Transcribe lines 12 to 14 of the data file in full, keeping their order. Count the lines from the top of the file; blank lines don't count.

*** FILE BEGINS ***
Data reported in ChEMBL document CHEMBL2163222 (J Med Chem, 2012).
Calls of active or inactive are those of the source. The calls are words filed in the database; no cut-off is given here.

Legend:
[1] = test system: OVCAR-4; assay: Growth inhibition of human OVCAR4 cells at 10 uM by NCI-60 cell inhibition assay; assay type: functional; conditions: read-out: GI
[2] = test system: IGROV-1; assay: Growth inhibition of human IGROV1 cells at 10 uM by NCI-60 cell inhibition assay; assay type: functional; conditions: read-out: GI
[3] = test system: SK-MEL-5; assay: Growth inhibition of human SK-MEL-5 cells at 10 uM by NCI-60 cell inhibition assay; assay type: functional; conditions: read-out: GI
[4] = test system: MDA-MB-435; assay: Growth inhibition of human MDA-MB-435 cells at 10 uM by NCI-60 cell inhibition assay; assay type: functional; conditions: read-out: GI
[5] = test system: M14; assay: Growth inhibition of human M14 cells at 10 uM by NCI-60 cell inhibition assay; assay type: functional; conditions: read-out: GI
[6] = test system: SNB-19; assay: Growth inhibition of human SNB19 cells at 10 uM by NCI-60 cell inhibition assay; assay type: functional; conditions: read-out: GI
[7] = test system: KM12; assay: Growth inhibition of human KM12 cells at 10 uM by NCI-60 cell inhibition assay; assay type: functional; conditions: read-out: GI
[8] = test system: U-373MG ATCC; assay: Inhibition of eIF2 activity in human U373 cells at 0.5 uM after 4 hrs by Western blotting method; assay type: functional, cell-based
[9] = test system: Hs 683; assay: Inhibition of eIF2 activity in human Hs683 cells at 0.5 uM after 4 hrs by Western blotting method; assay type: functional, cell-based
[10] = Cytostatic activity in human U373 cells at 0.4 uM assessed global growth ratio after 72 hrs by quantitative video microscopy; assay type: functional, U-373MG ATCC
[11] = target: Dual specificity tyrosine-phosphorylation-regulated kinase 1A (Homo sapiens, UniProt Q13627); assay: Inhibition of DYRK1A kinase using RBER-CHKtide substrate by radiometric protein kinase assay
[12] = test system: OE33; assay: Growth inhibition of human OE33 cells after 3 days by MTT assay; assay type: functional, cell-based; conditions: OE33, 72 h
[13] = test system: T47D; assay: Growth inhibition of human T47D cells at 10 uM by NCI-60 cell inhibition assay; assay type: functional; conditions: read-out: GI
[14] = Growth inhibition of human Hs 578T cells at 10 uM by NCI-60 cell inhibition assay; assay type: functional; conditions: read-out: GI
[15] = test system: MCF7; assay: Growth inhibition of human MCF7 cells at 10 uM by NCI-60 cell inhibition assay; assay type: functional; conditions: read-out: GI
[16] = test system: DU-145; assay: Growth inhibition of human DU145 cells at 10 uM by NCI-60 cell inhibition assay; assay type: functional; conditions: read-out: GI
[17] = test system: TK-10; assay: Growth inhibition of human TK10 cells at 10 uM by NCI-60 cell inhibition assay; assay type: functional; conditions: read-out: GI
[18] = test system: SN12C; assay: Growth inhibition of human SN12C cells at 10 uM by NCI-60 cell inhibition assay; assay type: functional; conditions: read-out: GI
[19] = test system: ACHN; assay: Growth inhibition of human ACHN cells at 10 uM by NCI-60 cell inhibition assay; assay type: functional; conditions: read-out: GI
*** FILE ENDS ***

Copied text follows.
[9] = test system: Hs 683; assay: Inhibition of eIF2 activity in human Hs683 cells at 0.5 uM after 4 hrs by Western blotting method; assay type: functional, cell-based
[10] = Cytostatic activity in human U373 cells at 0.4 uM assessed global growth ratio after 72 hrs by quantitative video microscopy; assay type: functional, U-373MG ATCC
[11] = target: Dual specificity tyrosine-phosphorylation-regulated kinase 1A (Homo sapiens, UniProt Q13627); assay: Inhibition of DYRK1A kinase using RBER-CHKtide substrate by radiometric protein kinase assay